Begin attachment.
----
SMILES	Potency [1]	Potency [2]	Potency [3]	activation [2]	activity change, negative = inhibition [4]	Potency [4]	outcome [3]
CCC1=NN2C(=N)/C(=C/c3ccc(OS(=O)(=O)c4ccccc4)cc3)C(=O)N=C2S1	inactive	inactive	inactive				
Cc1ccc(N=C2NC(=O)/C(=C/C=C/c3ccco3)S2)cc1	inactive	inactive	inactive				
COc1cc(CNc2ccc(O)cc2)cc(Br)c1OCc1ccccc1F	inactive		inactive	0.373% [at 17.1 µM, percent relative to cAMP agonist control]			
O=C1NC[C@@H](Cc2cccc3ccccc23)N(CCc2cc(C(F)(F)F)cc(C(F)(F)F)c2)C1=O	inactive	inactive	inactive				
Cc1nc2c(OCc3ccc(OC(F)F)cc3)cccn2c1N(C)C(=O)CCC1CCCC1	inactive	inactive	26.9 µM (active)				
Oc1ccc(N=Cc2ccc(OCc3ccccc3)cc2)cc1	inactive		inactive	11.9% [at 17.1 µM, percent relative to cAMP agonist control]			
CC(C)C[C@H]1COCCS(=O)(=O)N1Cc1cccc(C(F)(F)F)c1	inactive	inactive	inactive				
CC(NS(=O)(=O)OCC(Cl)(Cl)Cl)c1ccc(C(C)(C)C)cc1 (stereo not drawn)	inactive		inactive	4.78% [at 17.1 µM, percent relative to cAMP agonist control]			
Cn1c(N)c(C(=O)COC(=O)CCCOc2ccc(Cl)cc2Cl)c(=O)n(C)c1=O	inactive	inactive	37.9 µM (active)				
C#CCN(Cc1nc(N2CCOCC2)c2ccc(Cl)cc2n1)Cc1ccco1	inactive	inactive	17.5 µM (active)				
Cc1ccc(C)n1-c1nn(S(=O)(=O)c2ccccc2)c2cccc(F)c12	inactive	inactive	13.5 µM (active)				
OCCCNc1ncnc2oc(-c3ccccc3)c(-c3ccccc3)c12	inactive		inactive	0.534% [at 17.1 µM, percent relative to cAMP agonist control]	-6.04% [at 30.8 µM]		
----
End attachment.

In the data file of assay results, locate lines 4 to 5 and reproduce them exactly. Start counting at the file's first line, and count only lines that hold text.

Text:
COc1cc(CNc2ccc(O)cc2)cc(Br)c1OCc1ccccc1F	inactive		inactive	0.373% [at 17.1 µM, percent relative to cAMP agonist control]			
O=C1NC[C@@H](Cc2cccc3ccccc23)N(CCc2cc(C(F)(F)F)cc(C(F)(F)F)c2)C1=O	inactive	inactive	inactive				